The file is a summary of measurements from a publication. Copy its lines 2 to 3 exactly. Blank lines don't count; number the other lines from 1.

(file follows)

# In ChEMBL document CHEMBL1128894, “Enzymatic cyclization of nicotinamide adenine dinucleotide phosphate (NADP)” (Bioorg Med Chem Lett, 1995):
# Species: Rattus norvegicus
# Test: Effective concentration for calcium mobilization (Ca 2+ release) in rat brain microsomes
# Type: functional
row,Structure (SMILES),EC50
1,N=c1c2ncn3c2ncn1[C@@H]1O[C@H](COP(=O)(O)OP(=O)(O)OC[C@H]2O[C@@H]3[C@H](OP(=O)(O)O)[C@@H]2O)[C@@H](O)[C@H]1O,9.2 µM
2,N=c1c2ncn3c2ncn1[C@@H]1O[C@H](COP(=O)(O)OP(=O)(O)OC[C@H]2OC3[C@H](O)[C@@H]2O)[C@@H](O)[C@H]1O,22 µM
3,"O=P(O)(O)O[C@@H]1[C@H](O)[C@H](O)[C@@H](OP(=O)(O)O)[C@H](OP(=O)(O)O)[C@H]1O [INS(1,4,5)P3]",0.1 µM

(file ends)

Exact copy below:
# Species: Rattus norvegicus
# Test: Effective concentration for calcium mobilization (Ca 2+ release) in rat brain microsomes